Fox News Hosts Didn’t Appear to Believe 2020 Election Fraud Claims, a Newly Released Filing Shows

Fox News
In this June 15, 2018, file photo, a Fox News channel sign is seen at the News Corporation building in the Manhattan borough of New York City, New York.(Reuters/Eduardo Munoz)

By Susanna Granieri

Top Fox News executives and on-air personalities expressed concern over Donald Trump’s fraudulent election claims in 2020, but the network continued to air the falsities anyway, according to a brief made public Feb. 16 in Dominion Voting Systems’ defamation lawsuit against the network.

Dominion sued the TV network for $1.6 billion alleging it spread false information claiming that the company’s voting technology was used to rig the 2020 presidential election.

Dominion’s brief in support of its motion for summary judgment, filed Jan. 17 in Delaware Superior Court, includes private text messages between Tucker Carlson, Sean Hannity and Laura Ingraham, among others.

On Nov. 15, 2020, Ingraham wrote to Carlson and Hannity: “Sidney Powell is a bit nuts. Sorry but she is,” referring to one of Trump’s senior attorneys who claimed to have evidence of voter fraud.

According to an excerpted exhibit in the case, Carlson wrote to a producer the next day: “Sidney Powell is lying.”

Even Fox Chairman Rupert Murdoch described Trump’s fraud claims as “Really crazy stuff” Nov. 19, 2020, according to the brief.

In late January, Judge Eric M. Davis ruled that Dominion would be considered a limited public figure in the trial, requiring the technology company’s attorneys to prove actual malice.

The actual malice standard was established by the 1964 Supreme Court decision in New York Times v. Sullivan, in which the court held that public officials and public figures can’t prevail in a defamation suit without proving that a statement was false and that, in addition, it was made “with knowledge that it was false or with reckless disregard of whether it was false or not.”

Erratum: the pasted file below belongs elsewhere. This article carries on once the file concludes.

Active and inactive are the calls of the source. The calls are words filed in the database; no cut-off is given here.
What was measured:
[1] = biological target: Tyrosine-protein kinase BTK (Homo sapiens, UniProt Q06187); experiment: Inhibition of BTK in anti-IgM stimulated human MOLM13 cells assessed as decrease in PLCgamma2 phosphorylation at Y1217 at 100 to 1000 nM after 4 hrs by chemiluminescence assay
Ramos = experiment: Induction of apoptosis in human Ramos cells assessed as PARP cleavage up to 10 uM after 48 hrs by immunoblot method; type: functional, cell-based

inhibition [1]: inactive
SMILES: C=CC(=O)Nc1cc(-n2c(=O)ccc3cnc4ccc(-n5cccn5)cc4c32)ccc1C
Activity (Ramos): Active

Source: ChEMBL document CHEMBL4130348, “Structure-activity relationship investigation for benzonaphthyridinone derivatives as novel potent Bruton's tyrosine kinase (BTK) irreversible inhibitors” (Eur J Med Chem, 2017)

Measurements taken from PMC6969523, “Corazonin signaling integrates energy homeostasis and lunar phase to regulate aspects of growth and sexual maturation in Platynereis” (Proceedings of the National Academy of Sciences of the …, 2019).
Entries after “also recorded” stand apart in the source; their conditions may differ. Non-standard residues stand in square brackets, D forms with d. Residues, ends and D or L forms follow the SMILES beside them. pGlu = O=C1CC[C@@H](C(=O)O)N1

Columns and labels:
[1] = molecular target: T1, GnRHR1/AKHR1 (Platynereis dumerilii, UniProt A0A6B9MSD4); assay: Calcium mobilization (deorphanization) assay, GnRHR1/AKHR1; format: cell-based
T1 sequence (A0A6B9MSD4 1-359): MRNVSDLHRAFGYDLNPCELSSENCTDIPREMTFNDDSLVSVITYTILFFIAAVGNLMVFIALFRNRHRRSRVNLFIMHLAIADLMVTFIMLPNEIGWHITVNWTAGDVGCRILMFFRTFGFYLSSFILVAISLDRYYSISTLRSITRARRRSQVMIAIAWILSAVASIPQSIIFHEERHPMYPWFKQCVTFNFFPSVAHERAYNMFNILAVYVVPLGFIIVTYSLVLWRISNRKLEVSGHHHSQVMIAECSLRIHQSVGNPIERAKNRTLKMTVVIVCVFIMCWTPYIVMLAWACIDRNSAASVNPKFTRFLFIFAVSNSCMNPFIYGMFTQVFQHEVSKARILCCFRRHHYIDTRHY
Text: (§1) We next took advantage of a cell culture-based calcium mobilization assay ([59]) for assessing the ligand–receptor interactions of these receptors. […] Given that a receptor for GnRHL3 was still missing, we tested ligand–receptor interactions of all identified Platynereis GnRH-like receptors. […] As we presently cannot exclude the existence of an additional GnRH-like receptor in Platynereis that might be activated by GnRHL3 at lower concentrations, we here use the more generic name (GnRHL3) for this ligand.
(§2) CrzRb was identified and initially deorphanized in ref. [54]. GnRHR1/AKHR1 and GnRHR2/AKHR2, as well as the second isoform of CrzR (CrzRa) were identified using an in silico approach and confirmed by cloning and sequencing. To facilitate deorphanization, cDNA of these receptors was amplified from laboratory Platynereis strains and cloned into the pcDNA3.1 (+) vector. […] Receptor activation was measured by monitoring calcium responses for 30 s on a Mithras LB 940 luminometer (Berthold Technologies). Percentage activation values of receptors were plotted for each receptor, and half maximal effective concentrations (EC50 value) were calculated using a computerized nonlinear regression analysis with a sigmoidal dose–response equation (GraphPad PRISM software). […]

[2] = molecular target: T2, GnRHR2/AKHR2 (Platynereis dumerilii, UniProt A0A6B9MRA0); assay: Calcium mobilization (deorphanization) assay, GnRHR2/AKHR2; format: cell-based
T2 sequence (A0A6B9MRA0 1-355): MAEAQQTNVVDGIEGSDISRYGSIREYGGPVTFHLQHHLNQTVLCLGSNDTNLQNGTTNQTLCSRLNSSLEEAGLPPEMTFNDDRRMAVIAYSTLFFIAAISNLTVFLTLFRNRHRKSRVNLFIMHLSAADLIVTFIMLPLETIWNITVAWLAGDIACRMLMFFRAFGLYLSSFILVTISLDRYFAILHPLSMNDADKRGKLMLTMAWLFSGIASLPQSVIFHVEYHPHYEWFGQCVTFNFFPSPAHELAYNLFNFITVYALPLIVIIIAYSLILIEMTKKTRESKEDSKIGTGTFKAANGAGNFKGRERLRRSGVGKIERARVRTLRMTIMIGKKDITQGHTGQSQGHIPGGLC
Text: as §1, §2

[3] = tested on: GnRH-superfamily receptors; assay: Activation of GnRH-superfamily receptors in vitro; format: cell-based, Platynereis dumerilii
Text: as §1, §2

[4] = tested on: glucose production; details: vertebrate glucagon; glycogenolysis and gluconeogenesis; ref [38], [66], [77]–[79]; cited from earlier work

The courts have defined reckless disregard as proof that the defendant entertained serious doubts as to the truth or had a high degree of awareness of probable falsehood, and published anyway.

“Fox knew. From the top down, Fox knew ‘the dominion stuff’ was ‘total bs,’” Dominion wrote in its filing. “Yet despite knowing the truth—or at a minimum, recklessly disregarding that truth—Fox spread and endorsed these ‘outlandish voter fraud claims’ about Dominion even as it internally recognized the lies as ‘crazy,’ ‘absurd,’ and ‘shockingly reckless.’”

The brief was written before Murdoch’s deposition last month, which remains under seal, but it does reference the depositions of Hannity, Maria Bartiromo and Lou Dobbs, among others.

According to the filing, Dobbs said on-air and reiterated in his testimony that he’d “never seen verifiable support for the fraud claims about Dominion that his show pushed in November and December 2020.”

Sidney Powell

Sidney Powell, an attorney later disavowed by the Trump campaign, participates in a news conference with U.S. President Donald Trump’s personal lawyer Rudy Giuliani (not pictured) at the Republican National Committee headquarters on Capitol Hill in Washington, D.C., Nov. 19, 2020. (Reuters/Jonathan Erns)

Dominion’s filing includes a deposition statement attributed to Hannity in which he says: “[T]hat whole narrative that Sidney was pushing, I did not believe it for one second.”

In Fox’s counterclaim, also publicly released Feb. 16, the network’s attorneys argued that its reporters were exercising their First Amendment rights and based its argument on New York’s “anti-SLAPP” law, The Associated Press reported Feb. 17

“According to Dominion, FNN had a duty not to truthfully report the President’s allegations but to suppress them or denounce them as false,” Fox attorneys wrote in its filing. “Dominion is fundamentally mistaken. Freedom of speech and freedom of the press would be illusory if the prevailing side in a public controversy could sue the press for giving a forum to the losing side.”

A statement from a Fox spokesperson to The New York Times said, “Dominion has mischaracterized the record, cherry-picked quotes stripped of key context and spilled considerable ink on facts that are irrelevant under black-letter principles of defamation law.”